Umpiring does come with its own challenges and McGuire has met with a few surprised looks through the years, occasionally because of her gender, but the same rules and standards apply whether you are a man or a woman.
“As long as you are competent, players don’t care. What they’re looking for is competence. If you’re confident, competent, you can talk to players and interact with them, then they really don’t care if you’re green with purple spots and you come from a different planet. What they want is somebody who’s going to officiate their game competently.
“With the Women’s World Cup coming up in 2017, we’ve got a great opportunity to showcase the women that we’ve got in the game. We need to give an inspiration to girls who might want to officiate.
“I think if I was a female player now, coming to the end of my playing career and considering walking away or going into coaching or managing, I would encourage them to turn their hand to umpiring because this is the time for women in cricket.”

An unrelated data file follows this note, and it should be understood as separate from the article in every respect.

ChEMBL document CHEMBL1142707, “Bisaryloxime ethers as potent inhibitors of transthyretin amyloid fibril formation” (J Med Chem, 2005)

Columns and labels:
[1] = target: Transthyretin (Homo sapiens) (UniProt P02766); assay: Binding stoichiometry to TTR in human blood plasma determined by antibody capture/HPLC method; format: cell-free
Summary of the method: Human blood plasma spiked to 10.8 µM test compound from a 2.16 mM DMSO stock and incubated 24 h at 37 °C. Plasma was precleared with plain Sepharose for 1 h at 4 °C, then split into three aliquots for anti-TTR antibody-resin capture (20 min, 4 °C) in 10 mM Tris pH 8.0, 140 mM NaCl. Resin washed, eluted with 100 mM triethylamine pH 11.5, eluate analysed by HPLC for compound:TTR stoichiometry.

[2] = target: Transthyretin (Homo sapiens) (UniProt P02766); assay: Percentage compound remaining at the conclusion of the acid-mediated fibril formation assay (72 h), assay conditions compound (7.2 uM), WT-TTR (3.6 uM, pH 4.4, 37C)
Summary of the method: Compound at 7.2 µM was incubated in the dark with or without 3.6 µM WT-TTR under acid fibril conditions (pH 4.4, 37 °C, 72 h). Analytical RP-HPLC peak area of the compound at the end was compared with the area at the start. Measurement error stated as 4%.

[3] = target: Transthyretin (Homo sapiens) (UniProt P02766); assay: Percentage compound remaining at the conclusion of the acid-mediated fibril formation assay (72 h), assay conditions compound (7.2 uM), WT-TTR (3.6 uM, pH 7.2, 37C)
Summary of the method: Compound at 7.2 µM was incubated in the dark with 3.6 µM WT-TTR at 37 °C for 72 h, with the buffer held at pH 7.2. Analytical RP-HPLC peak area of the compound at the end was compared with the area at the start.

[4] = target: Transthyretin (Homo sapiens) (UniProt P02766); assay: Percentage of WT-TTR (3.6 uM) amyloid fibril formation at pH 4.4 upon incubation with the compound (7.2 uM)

Labour of love
With a full-time job managing benefit fraud teams up and down the country, a busy home life with her husband and son – a student nurse – and an allotment and chickens to look after, McGuire’s days are jam-packed. Which makes her dedication to cricket all the more impressive.
Umpiring is clearly a labour of love.
So much so that summing up what it means to her in one sentence proves a tough ask.
“It’s just so much more than one sentence can contain. [For me] it’s involvement and encouragement and being part of something. That’s the essence of it, being a part of the game.”
If, like Helen, you would like to become a cricket official, visit our dedicated ACO section or email firstname.lastname@example.org for more information.